3. Perform regular audits

This means even when you haven’t had any flags from your EHR or coding and billing systems. Ideally, audits should be performed quarterly, and CMS recommends that audits be carried out by “disinterested parties, such as people from other departments,” to ensure there is no bias in how findings are handled. Claims submission audits should review bills and medical records “for compliance with applicable coding, billing, and documentation requirements,” with involvement from someone with back-office knowledge, and someone with clinical training. However you choose to approach audits, these three key tasks should be incorporated:

  • Determining the sample group. The recommendation is 5–10 claims for each type of provider, procedure, period of time, or other areas of analytical interest. High-volume practices and hospitals should audit more than 10 but, for small practices, 5 for each type should be audited quarterly.
  • Choosing claims to test. “While claims can be chosen judgmentally, random sampling enables the auditor to project error rates and improper payment amounts to the relevant population,” says CMS. “Regardless of the claims sampling method, it is best if those involved in the delivery or administration of the sampled item not select them for audit.”
  • Knowing what to look for. In general, you should be looking for availability of documentation, adequacy of documentation, acceptability of documentation, appropriateness of service and accuracy of payment. If the audit team sees trends in any of these areas — for example, inappropriate services being rendered although correctly paid (which could trigger fraud investigations in the future), or appropriate services with overpayments — that should be a flag to drill down and find root causes. Overpaid services may be upcoded, unbundled, fragmented (and more), all of which should be addressed where they happen.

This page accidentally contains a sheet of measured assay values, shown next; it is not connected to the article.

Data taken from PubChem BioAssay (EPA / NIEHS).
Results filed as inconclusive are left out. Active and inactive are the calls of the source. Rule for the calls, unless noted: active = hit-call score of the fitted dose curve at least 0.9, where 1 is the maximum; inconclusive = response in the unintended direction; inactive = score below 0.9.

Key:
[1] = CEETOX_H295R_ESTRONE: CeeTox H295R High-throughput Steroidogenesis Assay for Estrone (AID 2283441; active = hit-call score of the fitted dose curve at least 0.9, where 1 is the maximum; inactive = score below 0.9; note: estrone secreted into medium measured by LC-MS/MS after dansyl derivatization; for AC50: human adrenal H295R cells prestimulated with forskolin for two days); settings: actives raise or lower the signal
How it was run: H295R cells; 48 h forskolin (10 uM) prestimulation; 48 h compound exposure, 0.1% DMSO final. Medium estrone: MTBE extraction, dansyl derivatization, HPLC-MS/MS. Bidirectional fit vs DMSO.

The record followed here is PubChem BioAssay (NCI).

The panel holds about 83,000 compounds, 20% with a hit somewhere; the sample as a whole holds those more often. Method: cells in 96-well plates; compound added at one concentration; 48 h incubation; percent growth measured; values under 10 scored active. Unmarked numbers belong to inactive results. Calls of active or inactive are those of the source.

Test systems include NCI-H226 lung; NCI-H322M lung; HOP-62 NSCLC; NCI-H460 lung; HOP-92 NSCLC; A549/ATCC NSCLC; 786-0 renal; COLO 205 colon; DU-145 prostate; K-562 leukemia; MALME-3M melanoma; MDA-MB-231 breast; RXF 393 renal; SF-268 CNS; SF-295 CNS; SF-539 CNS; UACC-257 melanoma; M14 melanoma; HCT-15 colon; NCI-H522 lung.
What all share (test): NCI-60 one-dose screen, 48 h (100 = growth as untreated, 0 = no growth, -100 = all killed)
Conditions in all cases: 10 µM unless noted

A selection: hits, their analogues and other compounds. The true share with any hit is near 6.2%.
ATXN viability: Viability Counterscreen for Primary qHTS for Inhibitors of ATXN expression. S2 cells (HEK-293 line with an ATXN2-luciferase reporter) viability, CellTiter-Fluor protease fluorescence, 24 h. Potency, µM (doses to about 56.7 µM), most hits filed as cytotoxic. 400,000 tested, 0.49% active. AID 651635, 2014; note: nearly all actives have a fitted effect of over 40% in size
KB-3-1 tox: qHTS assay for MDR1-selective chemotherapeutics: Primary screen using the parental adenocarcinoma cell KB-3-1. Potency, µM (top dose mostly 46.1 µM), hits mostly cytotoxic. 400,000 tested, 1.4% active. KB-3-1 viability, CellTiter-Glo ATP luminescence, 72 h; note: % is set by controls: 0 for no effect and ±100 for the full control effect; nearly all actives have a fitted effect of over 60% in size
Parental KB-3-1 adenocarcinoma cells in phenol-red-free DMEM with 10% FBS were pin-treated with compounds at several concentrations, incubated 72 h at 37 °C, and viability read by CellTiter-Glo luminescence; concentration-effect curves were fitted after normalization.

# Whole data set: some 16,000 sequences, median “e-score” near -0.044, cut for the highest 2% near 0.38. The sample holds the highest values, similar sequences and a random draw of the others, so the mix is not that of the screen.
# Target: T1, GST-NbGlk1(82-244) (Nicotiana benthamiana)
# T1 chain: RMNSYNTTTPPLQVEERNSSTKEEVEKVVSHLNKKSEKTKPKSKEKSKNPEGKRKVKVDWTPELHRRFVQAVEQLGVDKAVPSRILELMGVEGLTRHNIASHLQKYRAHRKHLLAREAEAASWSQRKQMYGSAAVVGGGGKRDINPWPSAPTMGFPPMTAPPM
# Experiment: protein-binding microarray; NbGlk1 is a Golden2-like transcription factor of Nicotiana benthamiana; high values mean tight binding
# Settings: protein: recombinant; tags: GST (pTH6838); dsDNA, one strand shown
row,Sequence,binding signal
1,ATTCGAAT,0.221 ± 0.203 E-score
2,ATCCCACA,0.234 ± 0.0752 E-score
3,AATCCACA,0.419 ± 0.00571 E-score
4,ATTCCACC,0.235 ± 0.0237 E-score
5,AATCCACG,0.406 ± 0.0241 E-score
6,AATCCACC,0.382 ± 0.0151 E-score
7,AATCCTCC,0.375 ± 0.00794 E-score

What to do if you spot inaccuracies

CMS’s final rule dictates that providers must report and return overpayments that have occurred within the last 6 years. You have 60 days from the date of discovery of an overpayment to use an applicable claims adjustment, credit balance, self‑reported refund, or another appropriate process to satisfy the obligation to report and return overpayments. The rule also provides that if a healthcare provider has reported a self-identified overpayment to either the Self-Referral Disclosure Protocol managed by CMS or the Self-Disclosure Protocol managed by the Office of the Inspector General (OIG), the provider or supplier is considered to be in compliance with the provisions of this rule as long as they are actively engaged in the respective protocol. Don’t forget to document the audit activities to help demonstrate a commitment to compliance. If you are caught out for not reporting overpayments, being able to demonstrate your due diligence can go a long way towards making the difference between leniency and sanctions.